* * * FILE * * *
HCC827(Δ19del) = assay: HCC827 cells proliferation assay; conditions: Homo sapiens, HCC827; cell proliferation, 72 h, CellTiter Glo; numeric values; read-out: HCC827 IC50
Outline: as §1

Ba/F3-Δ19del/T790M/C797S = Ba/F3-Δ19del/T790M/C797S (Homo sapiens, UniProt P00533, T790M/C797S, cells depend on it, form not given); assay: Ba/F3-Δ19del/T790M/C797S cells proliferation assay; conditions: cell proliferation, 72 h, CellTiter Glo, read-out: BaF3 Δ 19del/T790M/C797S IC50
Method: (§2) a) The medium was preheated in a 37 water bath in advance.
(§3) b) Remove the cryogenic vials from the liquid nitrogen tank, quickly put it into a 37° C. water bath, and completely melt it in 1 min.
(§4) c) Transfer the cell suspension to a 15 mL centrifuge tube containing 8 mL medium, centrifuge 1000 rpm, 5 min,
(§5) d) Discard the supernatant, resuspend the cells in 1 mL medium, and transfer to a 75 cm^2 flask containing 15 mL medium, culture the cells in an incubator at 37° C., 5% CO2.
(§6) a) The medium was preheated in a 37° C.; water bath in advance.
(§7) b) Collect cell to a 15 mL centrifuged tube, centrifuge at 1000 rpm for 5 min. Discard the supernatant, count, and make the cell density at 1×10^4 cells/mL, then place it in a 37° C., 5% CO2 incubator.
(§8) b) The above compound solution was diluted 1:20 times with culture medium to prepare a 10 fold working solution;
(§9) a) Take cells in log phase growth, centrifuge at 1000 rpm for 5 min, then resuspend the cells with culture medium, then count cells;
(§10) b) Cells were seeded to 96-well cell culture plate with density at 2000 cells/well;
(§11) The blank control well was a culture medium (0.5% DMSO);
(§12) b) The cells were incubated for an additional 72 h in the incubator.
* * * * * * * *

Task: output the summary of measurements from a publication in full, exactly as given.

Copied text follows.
HCC827(Δ19del) = assay: HCC827 cells proliferation assay; conditions: Homo sapiens, HCC827; cell proliferation, 72 h, CellTiter Glo; numeric values; read-out: HCC827 IC50
Outline: as §1

Ba/F3-Δ19del/T790M/C797S = Ba/F3-Δ19del/T790M/C797S (Homo sapiens, UniProt P00533, T790M/C797S, cells depend on it, form not given); assay: Ba/F3-Δ19del/T790M/C797S cells proliferation assay; conditions: cell proliferation, 72 h, CellTiter Glo, read-out: BaF3 Δ 19del/T790M/C797S IC50
Method: (§2) a) The medium was preheated in a 37 water bath in advance.
(§3) b) Remove the cryogenic vials from the liquid nitrogen tank, quickly put it into a 37° C. water bath, and completely melt it in 1 min.
(§4) c) Transfer the cell suspension to a 15 mL centrifuge tube containing 8 mL medium, centrifuge 1000 rpm, 5 min,
(§5) d) Discard the supernatant, resuspend the cells in 1 mL medium, and transfer to a 75 cm^2 flask containing 15 mL medium, culture the cells in an incubator at 37° C., 5% CO2.
(§6) a) The medium was preheated in a 37° C.; water bath in advance.
(§7) b) Collect cell to a 15 mL centrifuged tube, centrifuge at 1000 rpm for 5 min. Discard the supernatant, count, and make the cell density at 1×10^4 cells/mL, then place it in a 37° C., 5% CO2 incubator.
(§8) b) The above compound solution was diluted 1:20 times with culture medium to prepare a 10 fold working solution;
(§9) a) Take cells in log phase growth, centrifuge at 1000 rpm for 5 min, then resuspend the cells with culture medium, then count cells;
(§10) b) Cells were seeded to 96-well cell culture plate with density at 2000 cells/well;
(§11) The blank control well was a culture medium (0.5% DMSO);
(§12) b) The cells were incubated for an additional 72 h in the incubator.